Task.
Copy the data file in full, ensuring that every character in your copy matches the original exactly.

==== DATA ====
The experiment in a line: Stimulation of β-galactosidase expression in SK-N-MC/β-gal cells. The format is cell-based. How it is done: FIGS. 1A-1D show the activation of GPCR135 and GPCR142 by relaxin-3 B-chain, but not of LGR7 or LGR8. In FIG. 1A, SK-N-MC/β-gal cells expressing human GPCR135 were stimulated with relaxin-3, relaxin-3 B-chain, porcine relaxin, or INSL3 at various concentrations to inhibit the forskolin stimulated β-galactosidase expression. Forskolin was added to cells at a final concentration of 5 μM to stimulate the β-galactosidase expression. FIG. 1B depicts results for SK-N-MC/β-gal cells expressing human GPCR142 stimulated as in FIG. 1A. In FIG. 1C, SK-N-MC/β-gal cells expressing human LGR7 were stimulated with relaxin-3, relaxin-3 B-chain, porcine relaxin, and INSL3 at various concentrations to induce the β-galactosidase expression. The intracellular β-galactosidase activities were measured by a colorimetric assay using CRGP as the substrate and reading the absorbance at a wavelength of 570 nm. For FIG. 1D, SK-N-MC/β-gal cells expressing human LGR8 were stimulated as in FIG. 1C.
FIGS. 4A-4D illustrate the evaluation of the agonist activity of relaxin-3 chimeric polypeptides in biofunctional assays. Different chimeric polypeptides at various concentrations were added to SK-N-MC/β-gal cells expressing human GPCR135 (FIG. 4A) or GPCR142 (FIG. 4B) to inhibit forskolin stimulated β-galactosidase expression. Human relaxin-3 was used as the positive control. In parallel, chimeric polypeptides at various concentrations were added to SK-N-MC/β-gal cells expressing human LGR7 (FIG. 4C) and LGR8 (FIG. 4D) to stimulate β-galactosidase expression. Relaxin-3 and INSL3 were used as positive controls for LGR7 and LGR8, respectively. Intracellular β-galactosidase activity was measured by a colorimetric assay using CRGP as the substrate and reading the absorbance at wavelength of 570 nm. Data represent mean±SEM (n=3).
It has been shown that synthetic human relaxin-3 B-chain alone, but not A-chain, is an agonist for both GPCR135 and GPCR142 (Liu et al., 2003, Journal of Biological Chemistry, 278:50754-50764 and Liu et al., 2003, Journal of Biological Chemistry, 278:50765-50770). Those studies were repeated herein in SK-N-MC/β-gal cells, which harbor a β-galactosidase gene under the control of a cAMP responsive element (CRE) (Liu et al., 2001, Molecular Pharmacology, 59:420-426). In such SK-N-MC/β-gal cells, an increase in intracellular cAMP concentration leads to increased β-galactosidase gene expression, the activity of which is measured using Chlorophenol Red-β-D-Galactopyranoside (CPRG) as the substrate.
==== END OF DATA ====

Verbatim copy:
The experiment in a line: Stimulation of β-galactosidase expression in SK-N-MC/β-gal cells. The format is cell-based. How it is done: FIGS. 1A-1D show the activation of GPCR135 and GPCR142 by relaxin-3 B-chain, but not of LGR7 or LGR8. In FIG. 1A, SK-N-MC/β-gal cells expressing human GPCR135 were stimulated with relaxin-3, relaxin-3 B-chain, porcine relaxin, or INSL3 at various concentrations to inhibit the forskolin stimulated β-galactosidase expression. Forskolin was added to cells at a final concentration of 5 μM to stimulate the β-galactosidase expression. FIG. 1B depicts results for SK-N-MC/β-gal cells expressing human GPCR142 stimulated as in FIG. 1A. In FIG. 1C, SK-N-MC/β-gal cells expressing human LGR7 were stimulated with relaxin-3, relaxin-3 B-chain, porcine relaxin, and INSL3 at various concentrations to induce the β-galactosidase expression. The intracellular β-galactosidase activities were measured by a colorimetric assay using CRGP as the substrate and reading the absorbance at a wavelength of 570 nm. For FIG. 1D, SK-N-MC/β-gal cells expressing human LGR8 were stimulated as in FIG. 1C.
FIGS. 4A-4D illustrate the evaluation of the agonist activity of relaxin-3 chimeric polypeptides in biofunctional assays. Different chimeric polypeptides at various concentrations were added to SK-N-MC/β-gal cells expressing human GPCR135 (FIG. 4A) or GPCR142 (FIG. 4B) to inhibit forskolin stimulated β-galactosidase expression. Human relaxin-3 was used as the positive control. In parallel, chimeric polypeptides at various concentrations were added to SK-N-MC/β-gal cells expressing human LGR7 (FIG. 4C) and LGR8 (FIG. 4D) to stimulate β-galactosidase expression. Relaxin-3 and INSL3 were used as positive controls for LGR7 and LGR8, respectively. Intracellular β-galactosidase activity was measured by a colorimetric assay using CRGP as the substrate and reading the absorbance at wavelength of 570 nm. Data represent mean±SEM (n=3).
It has been shown that synthetic human relaxin-3 B-chain alone, but not A-chain, is an agonist for both GPCR135 and GPCR142 (Liu et al., 2003, Journal of Biological Chemistry, 278:50754-50764 and Liu et al., 2003, Journal of Biological Chemistry, 278:50765-50770). Those studies were repeated herein in SK-N-MC/β-gal cells, which harbor a β-galactosidase gene under the control of a cAMP responsive element (CRE) (Liu et al., 2001, Molecular Pharmacology, 59:420-426). In such SK-N-MC/β-gal cells, an increase in intracellular cAMP concentration leads to increased β-galactosidase gene expression, the activity of which is measured using Chlorophenol Red-β-D-Galactopyranoside (CPRG) as the substrate.